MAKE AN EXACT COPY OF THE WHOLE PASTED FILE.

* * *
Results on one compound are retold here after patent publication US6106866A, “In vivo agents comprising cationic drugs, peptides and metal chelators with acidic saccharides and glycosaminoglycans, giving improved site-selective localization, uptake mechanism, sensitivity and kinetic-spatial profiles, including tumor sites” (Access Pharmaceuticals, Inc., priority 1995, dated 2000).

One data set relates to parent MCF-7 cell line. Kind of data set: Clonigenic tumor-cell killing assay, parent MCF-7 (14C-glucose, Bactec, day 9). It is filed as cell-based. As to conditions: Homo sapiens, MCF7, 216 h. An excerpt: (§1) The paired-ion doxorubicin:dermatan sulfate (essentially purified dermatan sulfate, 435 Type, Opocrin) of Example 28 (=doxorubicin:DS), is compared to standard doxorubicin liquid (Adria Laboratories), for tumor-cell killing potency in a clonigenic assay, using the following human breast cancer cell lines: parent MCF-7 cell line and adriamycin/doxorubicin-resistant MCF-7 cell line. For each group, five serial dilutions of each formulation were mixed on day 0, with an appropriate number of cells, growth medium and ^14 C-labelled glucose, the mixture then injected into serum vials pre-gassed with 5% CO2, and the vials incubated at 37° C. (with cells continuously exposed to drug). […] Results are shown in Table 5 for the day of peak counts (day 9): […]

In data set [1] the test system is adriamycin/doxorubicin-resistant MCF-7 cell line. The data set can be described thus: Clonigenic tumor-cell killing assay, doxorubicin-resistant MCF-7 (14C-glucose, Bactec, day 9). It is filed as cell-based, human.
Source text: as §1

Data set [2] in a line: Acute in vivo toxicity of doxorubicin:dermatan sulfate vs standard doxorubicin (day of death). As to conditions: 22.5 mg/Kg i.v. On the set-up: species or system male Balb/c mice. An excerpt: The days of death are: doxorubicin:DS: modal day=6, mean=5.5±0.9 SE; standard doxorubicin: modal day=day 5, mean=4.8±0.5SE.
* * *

Results on one compound are retold here after patent publication US6106866A, “In vivo agents comprising cationic drugs, peptides and metal chelators with acidic saccharides and glycosaminoglycans, giving improved site-selective localization, uptake mechanism, sensitivity and kinetic-spatial profiles, including tumor sites” (Access Pharmaceuticals, Inc., priority 1995, dated 2000).

One data set relates to parent MCF-7 cell line. Kind of data set: Clonigenic tumor-cell killing assay, parent MCF-7 (14C-glucose, Bactec, day 9). It is filed as cell-based. As to conditions: Homo sapiens, MCF7, 216 h. An excerpt: (§1) The paired-ion doxorubicin:dermatan sulfate (essentially purified dermatan sulfate, 435 Type, Opocrin) of Example 28 (=doxorubicin:DS), is compared to standard doxorubicin liquid (Adria Laboratories), for tumor-cell killing potency in a clonigenic assay, using the following human breast cancer cell lines: parent MCF-7 cell line and adriamycin/doxorubicin-resistant MCF-7 cell line. For each group, five serial dilutions of each formulation were mixed on day 0, with an appropriate number of cells, growth medium and ^14 C-labelled glucose, the mixture then injected into serum vials pre-gassed with 5% CO2, and the vials incubated at 37° C. (with cells continuously exposed to drug). […] Results are shown in Table 5 for the day of peak counts (day 9): […]

In data set [1] the test system is adriamycin/doxorubicin-resistant MCF-7 cell line. The data set can be described thus: Clonigenic tumor-cell killing assay, doxorubicin-resistant MCF-7 (14C-glucose, Bactec, day 9). It is filed as cell-based, human.
Source text: as §1

Data set [2] in a line: Acute in vivo toxicity of doxorubicin:dermatan sulfate vs standard doxorubicin (day of death). As to conditions: 22.5 mg/Kg i.v. On the set-up: species or system male Balb/c mice. An excerpt: The days of death are: doxorubicin:DS: modal day=6, mean=5.5±0.9 SE; standard doxorubicin: modal day=day 5, mean=4.8±0.5SE.